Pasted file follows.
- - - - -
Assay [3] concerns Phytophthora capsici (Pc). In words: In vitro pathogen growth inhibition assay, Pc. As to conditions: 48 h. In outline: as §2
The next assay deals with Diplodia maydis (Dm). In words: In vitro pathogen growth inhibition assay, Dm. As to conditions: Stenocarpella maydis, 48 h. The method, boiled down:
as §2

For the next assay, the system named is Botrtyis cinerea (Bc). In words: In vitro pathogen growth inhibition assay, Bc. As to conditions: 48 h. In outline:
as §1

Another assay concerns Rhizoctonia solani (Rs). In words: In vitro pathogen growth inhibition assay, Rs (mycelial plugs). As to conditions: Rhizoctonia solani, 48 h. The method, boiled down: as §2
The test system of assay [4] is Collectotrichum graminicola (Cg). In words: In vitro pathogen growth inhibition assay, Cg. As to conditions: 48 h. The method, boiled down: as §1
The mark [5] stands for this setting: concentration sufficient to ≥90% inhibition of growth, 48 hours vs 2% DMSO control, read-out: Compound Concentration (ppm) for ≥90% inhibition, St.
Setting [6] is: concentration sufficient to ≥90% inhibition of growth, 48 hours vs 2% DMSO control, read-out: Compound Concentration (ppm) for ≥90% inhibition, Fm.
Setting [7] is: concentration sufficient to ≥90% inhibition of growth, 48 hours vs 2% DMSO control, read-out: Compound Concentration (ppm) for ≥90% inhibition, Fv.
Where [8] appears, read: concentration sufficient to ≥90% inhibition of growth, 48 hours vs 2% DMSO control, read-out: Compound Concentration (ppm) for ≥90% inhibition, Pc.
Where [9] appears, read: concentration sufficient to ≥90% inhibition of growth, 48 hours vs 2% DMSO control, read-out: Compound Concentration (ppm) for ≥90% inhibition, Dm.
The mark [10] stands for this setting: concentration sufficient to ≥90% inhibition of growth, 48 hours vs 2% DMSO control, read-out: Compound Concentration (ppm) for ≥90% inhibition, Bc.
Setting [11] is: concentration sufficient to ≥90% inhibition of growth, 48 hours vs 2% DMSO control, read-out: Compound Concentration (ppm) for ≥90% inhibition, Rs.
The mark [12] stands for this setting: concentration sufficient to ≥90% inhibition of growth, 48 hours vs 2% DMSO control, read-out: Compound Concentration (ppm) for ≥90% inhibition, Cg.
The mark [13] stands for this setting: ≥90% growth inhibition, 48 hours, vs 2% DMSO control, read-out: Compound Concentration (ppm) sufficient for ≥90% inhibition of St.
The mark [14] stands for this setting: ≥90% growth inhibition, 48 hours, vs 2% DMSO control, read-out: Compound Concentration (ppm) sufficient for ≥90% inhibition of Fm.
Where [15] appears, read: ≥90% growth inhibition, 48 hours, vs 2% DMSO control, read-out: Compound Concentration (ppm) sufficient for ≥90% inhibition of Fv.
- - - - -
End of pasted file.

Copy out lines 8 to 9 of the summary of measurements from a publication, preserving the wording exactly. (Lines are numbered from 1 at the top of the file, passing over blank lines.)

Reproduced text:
The mark [5] stands for this setting: concentration sufficient to ≥90% inhibition of growth, 48 hours vs 2% DMSO control, read-out: Compound Concentration (ppm) for ≥90% inhibition, St.
Setting [6] is: concentration sufficient to ≥90% inhibition of growth, 48 hours vs 2% DMSO control, read-out: Compound Concentration (ppm) for ≥90% inhibition, Fm.